Now, as we saw a couple of paragraphs ago, the amount of pitch modulation applied to DCO1 is zero, but parameter 27 in DCO2 shows a maximum value of 99. This means that the pitch of DCO2 will be swept dramatically by Env1, which in turn means that there will be a huge variation in its sound as the contour progresses.
Given that both DCOs in each voice of a JX10 Tone track the keyboard, we can represent parameters 11 to 32 as shown in Figure 13. This is identical to the classic 'swept' sync sound depicted in Figure 11, with the addition of keyboard tracking of DCO2.
The last table on this page, which shows the Mixer's parameters, tells us how the oscillators' outputs are mixed before being passed to the rest of the VCF/VCA signal path. Parameter 41 determines that, as well as driving the sync input of DCO2, the audio output of DCO1 is contributing 25 percent of its maximum amplitude to the mix. This means that it is performing two roles: one as the sync master, the other as a conventional audio source.
Parameter 42 suggests that the output from DCO2 is mixed at full amplitude (most JX10 parameters span a range from zero to 99) but this is not the whole story, because parameters 43, 44 and 45 also control the level of DCO2. The table shows that the positive polarity of EG2 is raising the level of DCO2 even further, according to the shape of its contour, and subject to a gain determined by playing velocity (the JX10 offers four keyboard response curves, programmed as Dynamics settings '1', '2', '3', or 'Off'). If all this sounds a bit of a jumble, don't worry, because it's much simpler to interpret as a block diagram, as shown in Figure 14.
Adding Figure 14 to Figure 13 gives us Figure 15, which shows how the JX10 produces the raw sound for the 'Piano 1-B' Performance.
Now we need to define the actions of two Envelope Generators. The tables below show these, while Figures 16 and 17 show the contours themselves (on a JX10, setting Key Tracking to '1' means that the envelope times are halved from the bottom of the keyboard to the top, while setting Key Tracking to '2' means that they are quartered. This increasing of Decay and Release rates at higher pitches imitates the natural response of acoustic instruments).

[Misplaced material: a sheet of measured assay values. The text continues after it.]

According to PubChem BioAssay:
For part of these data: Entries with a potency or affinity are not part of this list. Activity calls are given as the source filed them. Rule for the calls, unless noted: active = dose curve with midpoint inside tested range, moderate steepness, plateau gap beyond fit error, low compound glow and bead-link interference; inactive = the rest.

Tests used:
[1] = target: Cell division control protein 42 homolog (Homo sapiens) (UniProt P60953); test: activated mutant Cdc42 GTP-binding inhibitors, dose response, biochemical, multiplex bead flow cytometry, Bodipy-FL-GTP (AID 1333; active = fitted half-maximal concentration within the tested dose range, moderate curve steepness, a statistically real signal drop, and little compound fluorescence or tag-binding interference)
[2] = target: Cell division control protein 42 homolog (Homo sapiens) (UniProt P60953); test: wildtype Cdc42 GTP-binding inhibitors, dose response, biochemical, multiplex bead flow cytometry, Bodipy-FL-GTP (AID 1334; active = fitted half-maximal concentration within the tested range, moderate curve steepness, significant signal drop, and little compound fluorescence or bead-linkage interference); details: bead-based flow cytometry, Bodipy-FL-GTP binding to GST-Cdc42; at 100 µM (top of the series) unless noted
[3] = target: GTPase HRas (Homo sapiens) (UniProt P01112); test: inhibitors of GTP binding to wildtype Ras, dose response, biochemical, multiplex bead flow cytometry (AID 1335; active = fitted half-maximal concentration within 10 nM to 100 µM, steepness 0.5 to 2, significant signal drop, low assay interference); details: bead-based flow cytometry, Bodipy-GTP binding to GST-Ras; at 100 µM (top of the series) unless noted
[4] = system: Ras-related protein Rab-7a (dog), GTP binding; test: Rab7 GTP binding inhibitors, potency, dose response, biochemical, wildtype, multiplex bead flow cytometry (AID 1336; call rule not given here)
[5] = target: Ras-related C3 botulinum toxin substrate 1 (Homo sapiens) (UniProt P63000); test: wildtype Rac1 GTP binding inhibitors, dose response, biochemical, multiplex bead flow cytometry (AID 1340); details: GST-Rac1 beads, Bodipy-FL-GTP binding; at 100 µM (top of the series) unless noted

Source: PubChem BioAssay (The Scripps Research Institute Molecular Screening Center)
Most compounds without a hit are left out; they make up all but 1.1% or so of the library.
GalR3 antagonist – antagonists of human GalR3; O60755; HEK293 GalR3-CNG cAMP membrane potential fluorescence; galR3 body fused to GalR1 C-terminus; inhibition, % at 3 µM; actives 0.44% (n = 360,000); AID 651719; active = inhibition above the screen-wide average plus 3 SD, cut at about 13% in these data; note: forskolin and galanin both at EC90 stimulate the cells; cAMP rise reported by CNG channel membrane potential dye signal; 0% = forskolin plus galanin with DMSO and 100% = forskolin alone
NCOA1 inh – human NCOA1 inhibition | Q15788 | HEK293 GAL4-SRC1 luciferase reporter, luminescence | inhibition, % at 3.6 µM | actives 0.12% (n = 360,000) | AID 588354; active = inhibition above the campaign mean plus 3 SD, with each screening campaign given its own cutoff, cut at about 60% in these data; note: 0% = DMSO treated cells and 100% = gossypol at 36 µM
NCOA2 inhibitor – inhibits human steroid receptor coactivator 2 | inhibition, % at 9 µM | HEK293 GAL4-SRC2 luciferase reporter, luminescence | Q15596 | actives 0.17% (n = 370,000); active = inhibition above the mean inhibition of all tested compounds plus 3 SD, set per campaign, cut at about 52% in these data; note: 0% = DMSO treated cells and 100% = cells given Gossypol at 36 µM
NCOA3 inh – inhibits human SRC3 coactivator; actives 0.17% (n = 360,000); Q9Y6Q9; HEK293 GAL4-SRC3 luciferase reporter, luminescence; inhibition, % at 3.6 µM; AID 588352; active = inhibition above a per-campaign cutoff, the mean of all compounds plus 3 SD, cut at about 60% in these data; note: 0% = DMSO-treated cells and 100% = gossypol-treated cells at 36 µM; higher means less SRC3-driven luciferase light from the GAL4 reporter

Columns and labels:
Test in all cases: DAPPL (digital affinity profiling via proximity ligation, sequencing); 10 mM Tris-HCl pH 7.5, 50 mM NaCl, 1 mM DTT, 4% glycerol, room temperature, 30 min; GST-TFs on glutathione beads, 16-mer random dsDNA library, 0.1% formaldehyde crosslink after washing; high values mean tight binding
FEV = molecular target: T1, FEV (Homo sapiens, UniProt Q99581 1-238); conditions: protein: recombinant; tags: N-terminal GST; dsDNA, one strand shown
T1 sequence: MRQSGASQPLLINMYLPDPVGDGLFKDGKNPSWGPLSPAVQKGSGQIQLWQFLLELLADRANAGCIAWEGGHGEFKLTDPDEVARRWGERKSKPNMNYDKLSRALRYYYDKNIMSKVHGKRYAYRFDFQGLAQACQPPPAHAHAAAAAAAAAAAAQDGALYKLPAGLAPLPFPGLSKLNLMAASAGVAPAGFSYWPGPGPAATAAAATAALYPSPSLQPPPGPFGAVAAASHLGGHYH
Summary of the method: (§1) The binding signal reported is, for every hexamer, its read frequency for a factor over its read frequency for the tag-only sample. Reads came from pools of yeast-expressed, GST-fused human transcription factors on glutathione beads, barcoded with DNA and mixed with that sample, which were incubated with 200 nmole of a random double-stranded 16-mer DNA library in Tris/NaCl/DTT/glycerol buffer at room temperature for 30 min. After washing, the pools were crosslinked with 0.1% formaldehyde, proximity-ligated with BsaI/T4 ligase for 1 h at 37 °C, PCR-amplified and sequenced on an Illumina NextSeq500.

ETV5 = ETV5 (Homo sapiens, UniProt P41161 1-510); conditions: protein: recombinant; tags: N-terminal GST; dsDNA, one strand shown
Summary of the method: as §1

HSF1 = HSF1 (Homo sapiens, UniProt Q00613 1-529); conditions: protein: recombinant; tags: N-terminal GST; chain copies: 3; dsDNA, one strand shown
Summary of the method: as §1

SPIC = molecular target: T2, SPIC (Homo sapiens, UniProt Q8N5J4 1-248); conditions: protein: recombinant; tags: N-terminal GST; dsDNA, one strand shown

The tables below show that Env1 is modulating the pitch of DCO2 (the slave), so there's a rapid blip of sync sweep (and therefore a huge tonal blip) at the start of the note. This goes some way toward imitating the massive changes in harmonic structure that occur during the piano's hammer strike, and the exchange of energy among harmonics when the hammer bounces off the string.
The initial phase of the sound is followed by a constant Sustain. Roland chose the Sustain Level such that the waveform generated by hard sync (with DCO2 offset by 14 semitones and 10 cents plus the Sustain Level) produces an appropriately 'wiry' tone.
Finally, once you release the key, Env1 travels through its Release phase, so the tuning offset of DCO2 falls to 14 semitones and 10 cents (the tuning interval defined in parameters 21, 24 and 25) generating a second, gentler sync sweep as it does so.
The mild tracking of approximately 20 percent is appropriate, because although these elements of the piano's sound become more rapid as you play further up the keyboard, they do not become dramatically so.
You'll remember that parameter 41 fixes the amplitude of DCO1 at approximately 25 percent. This means that we have an 8' square wave permanently present in the sound. At the same time, parameter 42 defines that DCO2 is permanently present at full amplitude.
However, both the final table and Figure 14 show that Env2 is affecting the amount of sync'ed sound in the final output from the mixer. I doubt that DCO2 is sliding from 200 percent at the start of the note to 100 percent at the end, so I suspect that something like Figure 18 is closer to the truth. Curiously, this means that the un-sync'ed sound from DCO1 becomes more important as the note progresses.
It would be nice to say that we have now plumbed the depths of the JX10's 'Piano 1-B' Performance but, inevitably, this is far from the whole story. If we were to leave the Tone in this state, it would drone on forever, as implied by the orange and purple arrows on the right of Figure 18. Pressing a note on the keyboard would merely produce blips of interest, as shown by the green section of the diagram. Clearly, we need to add more sound-shaping elements, and the JX10 provides these in the form of a conventional subtractive signal path. Unfortunately, we've run out of space for this month, so I'll complete the Tone next time, adding the VCF and VCA, and then demonstrating some other clever tricks that the JX10 has up its electronic sleeves. Until then...